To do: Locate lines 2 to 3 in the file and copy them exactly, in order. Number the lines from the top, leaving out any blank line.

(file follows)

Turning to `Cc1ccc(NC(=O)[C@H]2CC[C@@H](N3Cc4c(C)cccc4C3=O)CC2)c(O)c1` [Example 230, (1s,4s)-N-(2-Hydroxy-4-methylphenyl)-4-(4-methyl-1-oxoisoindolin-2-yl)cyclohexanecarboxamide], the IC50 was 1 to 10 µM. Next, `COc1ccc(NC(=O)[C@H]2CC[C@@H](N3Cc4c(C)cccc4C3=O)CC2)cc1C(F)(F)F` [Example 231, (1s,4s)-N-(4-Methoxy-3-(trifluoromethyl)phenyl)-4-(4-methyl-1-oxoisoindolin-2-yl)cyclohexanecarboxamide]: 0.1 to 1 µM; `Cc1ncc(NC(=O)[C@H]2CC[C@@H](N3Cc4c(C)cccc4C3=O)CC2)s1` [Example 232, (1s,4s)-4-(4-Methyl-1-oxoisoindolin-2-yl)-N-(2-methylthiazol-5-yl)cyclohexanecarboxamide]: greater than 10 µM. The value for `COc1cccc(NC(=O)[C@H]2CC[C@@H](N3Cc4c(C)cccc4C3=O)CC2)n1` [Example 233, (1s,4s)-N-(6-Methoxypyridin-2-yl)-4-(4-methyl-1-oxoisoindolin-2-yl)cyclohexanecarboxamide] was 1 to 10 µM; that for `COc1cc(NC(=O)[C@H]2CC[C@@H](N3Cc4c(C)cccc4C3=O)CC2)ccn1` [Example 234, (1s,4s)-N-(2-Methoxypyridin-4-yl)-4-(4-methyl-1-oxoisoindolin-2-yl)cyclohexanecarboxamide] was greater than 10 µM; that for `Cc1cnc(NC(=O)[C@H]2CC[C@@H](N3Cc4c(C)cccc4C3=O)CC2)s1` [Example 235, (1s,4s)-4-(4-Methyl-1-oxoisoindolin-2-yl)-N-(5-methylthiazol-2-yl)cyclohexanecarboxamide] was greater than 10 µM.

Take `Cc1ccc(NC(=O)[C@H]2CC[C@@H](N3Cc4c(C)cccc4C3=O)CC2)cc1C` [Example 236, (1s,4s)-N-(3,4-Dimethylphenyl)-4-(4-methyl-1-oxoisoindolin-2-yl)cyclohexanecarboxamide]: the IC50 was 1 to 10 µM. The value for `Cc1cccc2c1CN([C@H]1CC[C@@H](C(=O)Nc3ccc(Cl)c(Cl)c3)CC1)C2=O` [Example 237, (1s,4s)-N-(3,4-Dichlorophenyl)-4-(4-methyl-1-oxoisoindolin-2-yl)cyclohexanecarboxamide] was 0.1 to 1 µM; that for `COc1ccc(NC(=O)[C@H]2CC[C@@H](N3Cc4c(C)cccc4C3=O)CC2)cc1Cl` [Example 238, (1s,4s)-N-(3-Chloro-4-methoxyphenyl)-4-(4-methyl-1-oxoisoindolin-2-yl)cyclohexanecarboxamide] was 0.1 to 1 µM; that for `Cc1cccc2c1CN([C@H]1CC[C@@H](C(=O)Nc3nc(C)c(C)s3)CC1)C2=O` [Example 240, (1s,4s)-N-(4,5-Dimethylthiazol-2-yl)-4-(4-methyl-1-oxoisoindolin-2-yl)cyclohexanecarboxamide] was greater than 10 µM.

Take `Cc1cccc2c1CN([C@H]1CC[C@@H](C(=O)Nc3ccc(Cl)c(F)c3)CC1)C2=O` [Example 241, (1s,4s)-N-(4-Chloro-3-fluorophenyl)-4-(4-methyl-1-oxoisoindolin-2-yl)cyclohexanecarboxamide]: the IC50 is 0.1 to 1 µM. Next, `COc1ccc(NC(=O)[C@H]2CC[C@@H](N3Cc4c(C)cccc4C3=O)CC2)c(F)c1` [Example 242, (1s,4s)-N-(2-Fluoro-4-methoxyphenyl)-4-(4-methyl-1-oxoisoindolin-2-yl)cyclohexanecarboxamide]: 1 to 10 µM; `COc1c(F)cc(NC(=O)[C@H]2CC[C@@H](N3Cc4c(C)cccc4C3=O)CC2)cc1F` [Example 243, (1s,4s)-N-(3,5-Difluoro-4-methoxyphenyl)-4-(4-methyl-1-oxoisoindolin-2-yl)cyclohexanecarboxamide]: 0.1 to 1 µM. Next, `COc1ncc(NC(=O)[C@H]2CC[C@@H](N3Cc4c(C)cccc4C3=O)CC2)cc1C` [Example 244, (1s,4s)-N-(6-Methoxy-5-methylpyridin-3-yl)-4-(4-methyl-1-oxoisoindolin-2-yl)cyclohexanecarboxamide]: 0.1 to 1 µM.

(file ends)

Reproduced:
Take `Cc1ccc(NC(=O)[C@H]2CC[C@@H](N3Cc4c(C)cccc4C3=O)CC2)cc1C` [Example 236, (1s,4s)-N-(3,4-Dimethylphenyl)-4-(4-methyl-1-oxoisoindolin-2-yl)cyclohexanecarboxamide]: the IC50 was 1 to 10 µM. The value for `Cc1cccc2c1CN([C@H]1CC[C@@H](C(=O)Nc3ccc(Cl)c(Cl)c3)CC1)C2=O` [Example 237, (1s,4s)-N-(3,4-Dichlorophenyl)-4-(4-methyl-1-oxoisoindolin-2-yl)cyclohexanecarboxamide] was 0.1 to 1 µM; that for `COc1ccc(NC(=O)[C@H]2CC[C@@H](N3Cc4c(C)cccc4C3=O)CC2)cc1Cl` [Example 238, (1s,4s)-N-(3-Chloro-4-methoxyphenyl)-4-(4-methyl-1-oxoisoindolin-2-yl)cyclohexanecarboxamide] was 0.1 to 1 µM; that for `Cc1cccc2c1CN([C@H]1CC[C@@H](C(=O)Nc3nc(C)c(C)s3)CC1)C2=O` [Example 240, (1s,4s)-N-(4,5-Dimethylthiazol-2-yl)-4-(4-methyl-1-oxoisoindolin-2-yl)cyclohexanecarboxamide] was greater than 10 µM.

Take `Cc1cccc2c1CN([C@H]1CC[C@@H](C(=O)Nc3ccc(Cl)c(F)c3)CC1)C2=O` [Example 241, (1s,4s)-N-(4-Chloro-3-fluorophenyl)-4-(4-methyl-1-oxoisoindolin-2-yl)cyclohexanecarboxamide]: the IC50 is 0.1 to 1 µM. Next, `COc1ccc(NC(=O)[C@H]2CC[C@@H](N3Cc4c(C)cccc4C3=O)CC2)c(F)c1` [Example 242, (1s,4s)-N-(2-Fluoro-4-methoxyphenyl)-4-(4-methyl-1-oxoisoindolin-2-yl)cyclohexanecarboxamide]: 1 to 10 µM; `COc1c(F)cc(NC(=O)[C@H]2CC[C@@H](N3Cc4c(C)cccc4C3=O)CC2)cc1F` [Example 243, (1s,4s)-N-(3,5-Difluoro-4-methoxyphenyl)-4-(4-methyl-1-oxoisoindolin-2-yl)cyclohexanecarboxamide]: 0.1 to 1 µM. Next, `COc1ncc(NC(=O)[C@H]2CC[C@@H](N3Cc4c(C)cccc4C3=O)CC2)cc1C` [Example 244, (1s,4s)-N-(6-Methoxy-5-methylpyridin-3-yl)-4-(4-methyl-1-oxoisoindolin-2-yl)cyclohexanecarboxamide]: 0.1 to 1 µM.